Creates and connects an FCurve to a
Parameter object, and optionally adds
keys. If no type argument is specified, then the type of fcurve
added will be based on the parameter's type (which is configured in
the parameter's definition). You can override the default fcurve
type associated with a parameter by adding the SPDL attribute
'FCurveType = Standard;' or 'FCurveType = Integer;'.

By default standard fcurves will be created for parameters of type:
siDouble, siFloat, siInt4, siInt2, siByte, siUInt4, siUInt2 and
siUByte (see siVariantType for
further details on types). If the parameter represents a boolean,
then a boolean fcurve will be created.

For the JScript-compliant version of this method, see Parameter.AddFCurve2.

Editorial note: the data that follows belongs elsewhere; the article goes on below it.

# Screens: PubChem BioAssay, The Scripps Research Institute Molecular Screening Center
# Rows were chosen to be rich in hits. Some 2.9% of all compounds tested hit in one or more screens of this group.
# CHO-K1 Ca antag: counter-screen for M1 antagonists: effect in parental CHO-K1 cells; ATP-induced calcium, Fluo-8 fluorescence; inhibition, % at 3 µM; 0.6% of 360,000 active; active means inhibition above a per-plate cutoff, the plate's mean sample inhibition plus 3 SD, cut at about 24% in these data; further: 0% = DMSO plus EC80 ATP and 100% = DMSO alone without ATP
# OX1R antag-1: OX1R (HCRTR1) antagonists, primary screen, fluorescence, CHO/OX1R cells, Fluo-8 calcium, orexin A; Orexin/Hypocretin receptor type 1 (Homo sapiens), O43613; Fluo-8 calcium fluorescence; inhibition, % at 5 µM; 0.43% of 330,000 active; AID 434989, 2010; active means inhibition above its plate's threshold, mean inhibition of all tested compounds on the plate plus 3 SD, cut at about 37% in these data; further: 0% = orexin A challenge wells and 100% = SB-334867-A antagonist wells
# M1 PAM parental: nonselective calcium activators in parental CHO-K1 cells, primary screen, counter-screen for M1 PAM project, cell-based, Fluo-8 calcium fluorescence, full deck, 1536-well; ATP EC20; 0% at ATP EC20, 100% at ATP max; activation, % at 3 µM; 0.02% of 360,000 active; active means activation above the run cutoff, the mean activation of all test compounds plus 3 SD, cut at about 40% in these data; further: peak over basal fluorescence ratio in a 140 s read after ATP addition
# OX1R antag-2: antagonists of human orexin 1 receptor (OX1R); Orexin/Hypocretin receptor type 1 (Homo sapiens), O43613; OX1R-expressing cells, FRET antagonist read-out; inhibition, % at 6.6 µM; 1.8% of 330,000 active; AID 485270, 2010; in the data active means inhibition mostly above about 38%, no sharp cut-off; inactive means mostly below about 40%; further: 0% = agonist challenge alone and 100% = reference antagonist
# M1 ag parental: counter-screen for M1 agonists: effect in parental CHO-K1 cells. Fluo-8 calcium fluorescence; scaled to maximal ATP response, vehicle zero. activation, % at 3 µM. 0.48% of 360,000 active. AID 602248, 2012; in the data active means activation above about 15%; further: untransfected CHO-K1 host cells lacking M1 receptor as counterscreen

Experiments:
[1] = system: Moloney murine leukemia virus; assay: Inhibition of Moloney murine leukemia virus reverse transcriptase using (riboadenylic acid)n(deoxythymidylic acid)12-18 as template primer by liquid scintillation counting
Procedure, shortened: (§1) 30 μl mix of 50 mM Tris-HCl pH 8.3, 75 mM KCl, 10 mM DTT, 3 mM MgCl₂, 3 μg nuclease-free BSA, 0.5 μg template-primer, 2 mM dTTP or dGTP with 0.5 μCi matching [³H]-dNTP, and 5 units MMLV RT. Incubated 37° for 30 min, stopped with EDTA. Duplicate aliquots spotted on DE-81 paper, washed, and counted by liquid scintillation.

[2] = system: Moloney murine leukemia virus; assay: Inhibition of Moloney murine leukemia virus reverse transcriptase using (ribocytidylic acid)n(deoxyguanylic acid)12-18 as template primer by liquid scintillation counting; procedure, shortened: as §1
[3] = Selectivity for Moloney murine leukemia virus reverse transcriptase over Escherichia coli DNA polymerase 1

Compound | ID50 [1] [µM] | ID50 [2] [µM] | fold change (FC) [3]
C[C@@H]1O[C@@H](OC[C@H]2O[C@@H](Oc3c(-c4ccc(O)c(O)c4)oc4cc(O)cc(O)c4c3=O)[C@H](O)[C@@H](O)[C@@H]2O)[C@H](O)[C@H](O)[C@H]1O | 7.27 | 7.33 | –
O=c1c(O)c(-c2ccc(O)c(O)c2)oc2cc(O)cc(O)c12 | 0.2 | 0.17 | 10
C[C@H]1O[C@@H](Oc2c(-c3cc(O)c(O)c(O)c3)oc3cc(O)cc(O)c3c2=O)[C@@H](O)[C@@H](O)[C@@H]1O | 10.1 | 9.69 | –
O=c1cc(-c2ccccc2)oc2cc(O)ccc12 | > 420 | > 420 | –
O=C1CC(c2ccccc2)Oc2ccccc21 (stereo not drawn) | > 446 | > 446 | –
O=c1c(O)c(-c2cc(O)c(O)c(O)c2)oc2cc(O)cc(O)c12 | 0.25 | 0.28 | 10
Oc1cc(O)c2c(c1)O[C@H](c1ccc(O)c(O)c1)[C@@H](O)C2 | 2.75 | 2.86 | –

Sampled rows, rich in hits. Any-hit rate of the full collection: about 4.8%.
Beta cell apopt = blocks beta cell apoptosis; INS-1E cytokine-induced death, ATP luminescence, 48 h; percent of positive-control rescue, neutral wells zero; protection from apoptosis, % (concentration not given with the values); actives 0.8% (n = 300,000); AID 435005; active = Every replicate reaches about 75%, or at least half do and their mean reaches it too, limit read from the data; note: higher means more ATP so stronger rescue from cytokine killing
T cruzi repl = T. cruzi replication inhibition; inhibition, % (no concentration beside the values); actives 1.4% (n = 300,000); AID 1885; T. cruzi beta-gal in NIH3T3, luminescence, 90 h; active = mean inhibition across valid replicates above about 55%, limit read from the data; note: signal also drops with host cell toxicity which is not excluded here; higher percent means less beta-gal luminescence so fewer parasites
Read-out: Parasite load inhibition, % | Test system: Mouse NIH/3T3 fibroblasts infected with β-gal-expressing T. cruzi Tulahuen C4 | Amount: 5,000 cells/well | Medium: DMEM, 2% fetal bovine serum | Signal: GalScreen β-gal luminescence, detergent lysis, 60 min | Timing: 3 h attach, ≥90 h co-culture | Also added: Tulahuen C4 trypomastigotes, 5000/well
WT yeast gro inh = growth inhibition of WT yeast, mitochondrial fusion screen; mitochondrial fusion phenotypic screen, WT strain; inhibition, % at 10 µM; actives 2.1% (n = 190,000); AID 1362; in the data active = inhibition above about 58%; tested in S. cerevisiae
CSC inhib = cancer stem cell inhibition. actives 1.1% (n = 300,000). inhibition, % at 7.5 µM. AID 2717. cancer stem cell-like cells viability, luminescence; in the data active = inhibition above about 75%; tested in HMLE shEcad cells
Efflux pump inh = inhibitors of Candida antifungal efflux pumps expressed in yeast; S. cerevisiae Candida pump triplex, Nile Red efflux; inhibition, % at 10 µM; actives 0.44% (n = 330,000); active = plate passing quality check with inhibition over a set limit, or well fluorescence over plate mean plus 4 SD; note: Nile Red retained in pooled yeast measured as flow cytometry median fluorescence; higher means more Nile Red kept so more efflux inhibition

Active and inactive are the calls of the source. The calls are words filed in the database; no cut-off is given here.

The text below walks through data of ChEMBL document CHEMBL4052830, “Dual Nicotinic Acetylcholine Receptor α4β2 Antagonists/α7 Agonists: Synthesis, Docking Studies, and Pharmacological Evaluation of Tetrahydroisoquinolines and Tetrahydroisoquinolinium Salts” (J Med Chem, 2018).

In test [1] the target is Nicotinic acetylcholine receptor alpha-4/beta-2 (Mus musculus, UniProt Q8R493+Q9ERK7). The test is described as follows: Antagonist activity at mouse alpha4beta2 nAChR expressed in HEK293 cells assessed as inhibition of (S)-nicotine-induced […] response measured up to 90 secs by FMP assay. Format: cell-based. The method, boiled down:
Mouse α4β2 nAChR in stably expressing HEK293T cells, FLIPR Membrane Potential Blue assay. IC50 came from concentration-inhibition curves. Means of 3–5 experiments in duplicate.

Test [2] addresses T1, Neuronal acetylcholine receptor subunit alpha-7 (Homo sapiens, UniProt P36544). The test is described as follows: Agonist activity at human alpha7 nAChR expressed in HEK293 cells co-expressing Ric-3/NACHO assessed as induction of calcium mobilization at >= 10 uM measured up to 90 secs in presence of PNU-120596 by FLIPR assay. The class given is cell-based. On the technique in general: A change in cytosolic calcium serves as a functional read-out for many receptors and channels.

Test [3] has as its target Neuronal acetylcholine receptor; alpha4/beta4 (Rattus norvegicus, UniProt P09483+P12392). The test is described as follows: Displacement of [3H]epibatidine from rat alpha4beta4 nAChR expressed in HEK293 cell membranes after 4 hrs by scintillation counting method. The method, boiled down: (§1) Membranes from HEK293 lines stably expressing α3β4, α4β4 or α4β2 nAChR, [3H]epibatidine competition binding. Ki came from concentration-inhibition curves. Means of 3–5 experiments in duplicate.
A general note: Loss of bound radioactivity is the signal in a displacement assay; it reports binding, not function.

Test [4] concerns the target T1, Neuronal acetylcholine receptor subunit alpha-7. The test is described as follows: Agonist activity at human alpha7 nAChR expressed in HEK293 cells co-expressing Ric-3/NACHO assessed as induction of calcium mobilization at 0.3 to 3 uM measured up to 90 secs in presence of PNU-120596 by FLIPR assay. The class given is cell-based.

oReturn = Parameter.AddFCurve( [Type], [Interpolation], [Extrapolation], [KeyDataArray] ); |

Parameter | Type | Description |
---|---|---|

Type | siFCurveType | The type of the FCurve.
Default Value: defined by parameter type |

Interpolation | siFCurveInterpolation | The interpolation of the FCurve
Default Value: defined by parameter type |

Extrapolation | siFCurveExtrapolation | The extrapolation of the FCurve
Default Value: defined by parameter type |

KeyDataArray | Variant | The structure of the array is defined by the previous
parameters and the number keys. The array must be either
1-dimensional or 2-dimensional. For 2-dimensional arrays, the first
dimension defines the values for each key; the second defines the